A fighter pilot has been grounded and relieved of his squadron command by the Air Force pending investigation of an allegation that he flew an F-16 while he was under the influence of alcohol.

The grounding of Lt. Col. Thomas L. "Waldo" King was a precaution until military due process is complete, said his commander at the 419th Tactical Fighter Wing, Brig. Gen. Forrest S. Winebarger.King commanded the 466th Tactical Fighter Squadron, the flying unit of the 419th, an Air Force Reserve wing based at Hill. Winebarger said King assumed command on his recommendation in March 1988. King joined the wing in 1978.

The 466th flies General Dynamics F-16 Fighting Falcons, the United States' top-performance tactical fighter, worth about $16 million each.

Although Winebarger emphasized King is considered innocent, he said the matter is serious and conceivably could result in court-martial.

"There is no tolerance for what it looks like it could be," the general said.

When called at his Park City home, the 45-year-old King said, "I don't think I have anything to say."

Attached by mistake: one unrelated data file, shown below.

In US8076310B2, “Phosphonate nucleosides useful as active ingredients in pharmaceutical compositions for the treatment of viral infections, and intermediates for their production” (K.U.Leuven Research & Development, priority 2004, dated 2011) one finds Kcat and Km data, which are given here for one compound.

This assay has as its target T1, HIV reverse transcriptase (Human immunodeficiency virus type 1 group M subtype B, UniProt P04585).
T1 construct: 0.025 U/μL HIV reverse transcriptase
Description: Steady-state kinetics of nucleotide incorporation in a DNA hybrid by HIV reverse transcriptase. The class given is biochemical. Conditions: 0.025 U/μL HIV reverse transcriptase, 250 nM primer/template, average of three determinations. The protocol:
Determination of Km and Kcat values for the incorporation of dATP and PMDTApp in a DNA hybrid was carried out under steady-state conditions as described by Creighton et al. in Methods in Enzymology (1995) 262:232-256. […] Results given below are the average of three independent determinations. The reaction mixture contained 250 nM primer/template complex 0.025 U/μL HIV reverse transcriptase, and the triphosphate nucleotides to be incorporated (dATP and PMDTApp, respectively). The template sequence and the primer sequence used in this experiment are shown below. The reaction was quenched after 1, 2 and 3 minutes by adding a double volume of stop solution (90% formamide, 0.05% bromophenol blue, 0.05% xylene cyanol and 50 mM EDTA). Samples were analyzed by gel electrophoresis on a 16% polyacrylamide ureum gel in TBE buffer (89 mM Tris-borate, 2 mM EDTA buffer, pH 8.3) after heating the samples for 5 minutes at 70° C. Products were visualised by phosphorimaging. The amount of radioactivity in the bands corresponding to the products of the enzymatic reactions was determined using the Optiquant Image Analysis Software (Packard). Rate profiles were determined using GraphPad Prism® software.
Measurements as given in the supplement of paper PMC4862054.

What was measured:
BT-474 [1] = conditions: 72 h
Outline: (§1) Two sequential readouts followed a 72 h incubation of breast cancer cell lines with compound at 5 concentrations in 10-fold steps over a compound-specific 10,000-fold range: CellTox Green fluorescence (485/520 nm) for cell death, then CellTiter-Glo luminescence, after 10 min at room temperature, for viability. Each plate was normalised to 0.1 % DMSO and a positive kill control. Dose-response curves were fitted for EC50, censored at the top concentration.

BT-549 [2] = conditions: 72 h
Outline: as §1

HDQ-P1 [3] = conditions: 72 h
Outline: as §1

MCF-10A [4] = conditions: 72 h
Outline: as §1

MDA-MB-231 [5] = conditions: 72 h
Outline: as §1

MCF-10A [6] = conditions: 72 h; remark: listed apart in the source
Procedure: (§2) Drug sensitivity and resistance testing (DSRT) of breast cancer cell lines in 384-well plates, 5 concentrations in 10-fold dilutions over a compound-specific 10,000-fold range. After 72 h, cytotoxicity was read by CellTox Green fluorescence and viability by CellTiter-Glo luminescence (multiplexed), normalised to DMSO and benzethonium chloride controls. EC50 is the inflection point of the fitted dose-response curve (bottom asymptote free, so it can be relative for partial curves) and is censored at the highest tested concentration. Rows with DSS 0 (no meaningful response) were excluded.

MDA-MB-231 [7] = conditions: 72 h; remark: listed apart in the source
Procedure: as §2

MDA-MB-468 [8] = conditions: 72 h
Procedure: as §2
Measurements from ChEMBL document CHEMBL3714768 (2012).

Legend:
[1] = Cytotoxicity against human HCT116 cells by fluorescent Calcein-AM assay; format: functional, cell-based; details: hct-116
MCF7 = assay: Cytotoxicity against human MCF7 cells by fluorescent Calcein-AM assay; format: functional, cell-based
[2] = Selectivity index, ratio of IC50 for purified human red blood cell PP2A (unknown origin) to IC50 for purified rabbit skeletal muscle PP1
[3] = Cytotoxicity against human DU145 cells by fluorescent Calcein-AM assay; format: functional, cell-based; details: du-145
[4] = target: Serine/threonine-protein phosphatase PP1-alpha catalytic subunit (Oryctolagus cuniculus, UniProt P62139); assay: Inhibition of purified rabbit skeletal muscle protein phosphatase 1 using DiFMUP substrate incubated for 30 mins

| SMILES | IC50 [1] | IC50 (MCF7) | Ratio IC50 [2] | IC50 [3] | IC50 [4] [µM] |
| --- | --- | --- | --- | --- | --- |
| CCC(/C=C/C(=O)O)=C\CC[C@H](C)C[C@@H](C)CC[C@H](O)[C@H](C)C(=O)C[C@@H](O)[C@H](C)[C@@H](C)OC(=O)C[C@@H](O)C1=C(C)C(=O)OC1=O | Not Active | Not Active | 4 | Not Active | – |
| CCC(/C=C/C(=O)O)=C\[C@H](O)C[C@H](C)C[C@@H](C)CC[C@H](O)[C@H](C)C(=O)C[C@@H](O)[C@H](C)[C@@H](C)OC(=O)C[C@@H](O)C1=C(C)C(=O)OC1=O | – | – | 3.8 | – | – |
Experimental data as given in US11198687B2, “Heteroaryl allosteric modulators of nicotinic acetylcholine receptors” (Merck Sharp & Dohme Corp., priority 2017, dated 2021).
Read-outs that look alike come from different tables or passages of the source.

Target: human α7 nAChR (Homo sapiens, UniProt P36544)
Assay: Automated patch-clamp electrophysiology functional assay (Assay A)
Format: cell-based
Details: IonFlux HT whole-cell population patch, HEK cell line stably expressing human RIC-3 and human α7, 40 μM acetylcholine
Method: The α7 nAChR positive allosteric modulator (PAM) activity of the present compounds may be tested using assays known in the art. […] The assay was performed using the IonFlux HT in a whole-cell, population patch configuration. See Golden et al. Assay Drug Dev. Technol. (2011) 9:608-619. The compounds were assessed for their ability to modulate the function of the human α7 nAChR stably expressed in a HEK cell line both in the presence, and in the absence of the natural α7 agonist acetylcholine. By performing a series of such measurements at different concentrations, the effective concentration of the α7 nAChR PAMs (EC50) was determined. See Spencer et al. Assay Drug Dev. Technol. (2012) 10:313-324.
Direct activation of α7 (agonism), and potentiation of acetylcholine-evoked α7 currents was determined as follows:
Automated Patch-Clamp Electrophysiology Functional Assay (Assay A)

After hearing flying-under-the-influence rumors in the wing, Winebarger said he went to King. Although he did not detail the pilot's response, the general said, "I did not get the same story."

Air Force regulations prohibit pilots flying sooner than 12 hours after drinking.

Winebarger said he has ordered a formal investigation of an allegation that King flew in a Dec. 2 exercise at Nellis Air Force Base near Las Vegas too soon after drinking at a party.

He said he hoped the investigation, by an active-duty colonel from another Air Force base and outside the general's command, would begin Monday. It should last two weeks, he said.

At the same time, a colonel from the inspector general's office at Bergstrom Air Force Base, Texas, will conduct an inquiry. That probe began Wednesday, said wing spokesman Barbara Ann Vessels.

Winebarger said he decided to proceed with a formal investigation Feb. 16, before the inspector general's officer arrived. He said the inspector's office was tipped anonymously.

Winebarger said he has heard rumors of the allegations for several weeks, but did not have enough information to take action until recently.

"I kept picking up a little bit of information here and there, and last Thursday morning, I had a conversation with an individual that was willing and saying, `Yes there was a potential of the individual flying under the influence of alcohol.' "